Now What Do I Do?

Take a look at these phrases which are today common-speak in financial discussions – “It was bound to happen”; “It was only a matter

time”; “It wasn’t going to last forever”; “I told you so”; “The Bear has arrived”; and “Now what do I do?” 

I would have to say that in the past several weeks, these phrases are either heard or written in just about every corner, nook, and cranny.  And as for most, dealing with it is a whole other story.

 

So, let’s talk about those things we can control and how one might take advantage of this market volatility.

There are at least three risks that you must overcome to protect your investment journey.  You need a plan to play effective offense AND defense to maintain your objectives. 

RISK #1 – Losing significant amounts of wealth.

  • Your biggest threat is NOT market volatility. It's "drawdown" - the absolute dollar losses in your portfolio that cannot be recaptured in the time you need.

  • The mistake? - sell out to cash to "protect" your values - this is a sure way to make losses permanent

Stressed Man
  • Consider this

    • A portfolio ​that falls 10% requires a 11% gain to recover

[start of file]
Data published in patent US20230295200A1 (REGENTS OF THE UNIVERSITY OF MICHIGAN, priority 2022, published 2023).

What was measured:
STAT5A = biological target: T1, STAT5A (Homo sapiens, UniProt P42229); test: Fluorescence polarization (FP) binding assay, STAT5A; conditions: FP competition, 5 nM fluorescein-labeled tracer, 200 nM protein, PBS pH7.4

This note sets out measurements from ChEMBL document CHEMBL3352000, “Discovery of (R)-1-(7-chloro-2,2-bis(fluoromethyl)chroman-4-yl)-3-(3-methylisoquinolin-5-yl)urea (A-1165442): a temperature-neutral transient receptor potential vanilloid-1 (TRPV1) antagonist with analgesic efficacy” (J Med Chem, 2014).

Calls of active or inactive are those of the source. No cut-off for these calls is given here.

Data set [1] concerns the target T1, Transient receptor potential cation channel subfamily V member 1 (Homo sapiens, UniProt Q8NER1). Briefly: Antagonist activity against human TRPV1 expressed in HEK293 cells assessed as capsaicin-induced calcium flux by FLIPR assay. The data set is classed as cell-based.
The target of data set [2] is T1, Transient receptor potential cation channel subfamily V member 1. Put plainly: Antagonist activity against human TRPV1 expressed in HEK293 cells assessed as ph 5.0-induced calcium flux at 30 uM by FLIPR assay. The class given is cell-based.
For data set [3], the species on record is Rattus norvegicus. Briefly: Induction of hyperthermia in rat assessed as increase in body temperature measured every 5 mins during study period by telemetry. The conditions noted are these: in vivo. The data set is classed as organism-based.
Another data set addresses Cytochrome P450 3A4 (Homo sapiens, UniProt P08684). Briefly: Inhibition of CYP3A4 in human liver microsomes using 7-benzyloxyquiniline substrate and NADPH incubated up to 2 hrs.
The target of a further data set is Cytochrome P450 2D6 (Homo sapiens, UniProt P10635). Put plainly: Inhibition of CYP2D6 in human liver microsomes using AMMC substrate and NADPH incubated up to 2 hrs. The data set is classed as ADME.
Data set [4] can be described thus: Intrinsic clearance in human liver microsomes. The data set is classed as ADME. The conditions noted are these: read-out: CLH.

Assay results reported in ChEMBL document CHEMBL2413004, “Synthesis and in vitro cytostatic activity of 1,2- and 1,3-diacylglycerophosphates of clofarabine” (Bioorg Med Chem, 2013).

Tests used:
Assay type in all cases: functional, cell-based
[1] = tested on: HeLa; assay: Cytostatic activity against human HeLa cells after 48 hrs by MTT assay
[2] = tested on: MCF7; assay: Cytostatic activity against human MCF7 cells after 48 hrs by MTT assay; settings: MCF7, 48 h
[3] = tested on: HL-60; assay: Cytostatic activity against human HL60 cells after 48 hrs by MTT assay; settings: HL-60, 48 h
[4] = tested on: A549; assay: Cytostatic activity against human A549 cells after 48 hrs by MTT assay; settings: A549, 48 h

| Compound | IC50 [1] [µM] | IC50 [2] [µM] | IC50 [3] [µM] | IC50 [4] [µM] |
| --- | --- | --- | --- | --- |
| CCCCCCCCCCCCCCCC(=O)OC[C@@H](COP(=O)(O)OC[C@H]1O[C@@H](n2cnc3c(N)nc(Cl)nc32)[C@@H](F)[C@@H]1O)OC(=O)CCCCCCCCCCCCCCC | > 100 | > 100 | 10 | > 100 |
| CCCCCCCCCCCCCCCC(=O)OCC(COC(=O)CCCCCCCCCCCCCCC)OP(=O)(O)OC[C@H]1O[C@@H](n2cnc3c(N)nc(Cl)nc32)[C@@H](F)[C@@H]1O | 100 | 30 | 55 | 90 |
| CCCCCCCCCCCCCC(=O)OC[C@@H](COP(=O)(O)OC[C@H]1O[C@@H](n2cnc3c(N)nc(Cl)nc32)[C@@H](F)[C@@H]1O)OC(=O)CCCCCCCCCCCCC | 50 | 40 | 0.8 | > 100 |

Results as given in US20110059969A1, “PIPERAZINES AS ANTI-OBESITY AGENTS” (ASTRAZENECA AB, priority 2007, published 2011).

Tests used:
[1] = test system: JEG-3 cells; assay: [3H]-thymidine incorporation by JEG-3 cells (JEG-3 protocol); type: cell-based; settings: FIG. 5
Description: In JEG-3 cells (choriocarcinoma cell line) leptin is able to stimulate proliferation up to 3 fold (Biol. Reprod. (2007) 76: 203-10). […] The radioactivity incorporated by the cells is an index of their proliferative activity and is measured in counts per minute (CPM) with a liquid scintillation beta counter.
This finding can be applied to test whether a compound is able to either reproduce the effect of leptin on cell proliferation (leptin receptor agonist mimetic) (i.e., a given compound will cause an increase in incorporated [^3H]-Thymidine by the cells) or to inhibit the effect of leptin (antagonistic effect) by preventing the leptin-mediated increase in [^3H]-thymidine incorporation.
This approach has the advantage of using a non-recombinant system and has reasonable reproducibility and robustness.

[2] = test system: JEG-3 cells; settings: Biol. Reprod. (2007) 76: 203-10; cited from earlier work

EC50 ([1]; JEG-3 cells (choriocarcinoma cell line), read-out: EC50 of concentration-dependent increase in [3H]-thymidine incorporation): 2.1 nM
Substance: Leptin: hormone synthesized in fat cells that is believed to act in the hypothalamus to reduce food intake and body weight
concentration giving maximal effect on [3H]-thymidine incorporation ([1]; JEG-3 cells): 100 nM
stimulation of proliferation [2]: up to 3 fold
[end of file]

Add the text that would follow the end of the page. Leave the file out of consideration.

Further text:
• A portfolio that falls 25% requires a 33% gain to get back to break even

    • A portfolio that falls 50% requires a 100% gain to get back to the starting point

RISK #2 - Missing out on upside growth.

  • The risk of losing wealth is fueled even further by staying out, remaining in cash or conservative positions and missing significant

market gains during up markets which follow market downturns

  • Consider this:

    • Statistics from 1928 through December 2017 compare the top 25% quarters as to market gains to the bottom 75% of quarters for the same period

    • The top 25% of quarters in terms of performance returned on average 14.2% while the bottom 75% of quarters lost on average .08% (SBBI Ibbotson)

    • You cannot afford to miss those "up quarters"!

RISK #3 - Making bad, emotion-driven investment decisions.

  • Examples of these are selling out to cash, failure to get back in if you do, and not having any risk mitigation strategy in your portfolio design

  • Losing sight of the principal that “it is not “timing the market” that generates consistent long-term returns, but “time in the market”.

So, in these stressful times, having a long-term investment allocation plan, keeping your emotions out of the game, and incorporating a risk mitigation strategy into your investment planning, can keep the fear language at bay.

by Michael Witzig

mwitzig@cirmail.biz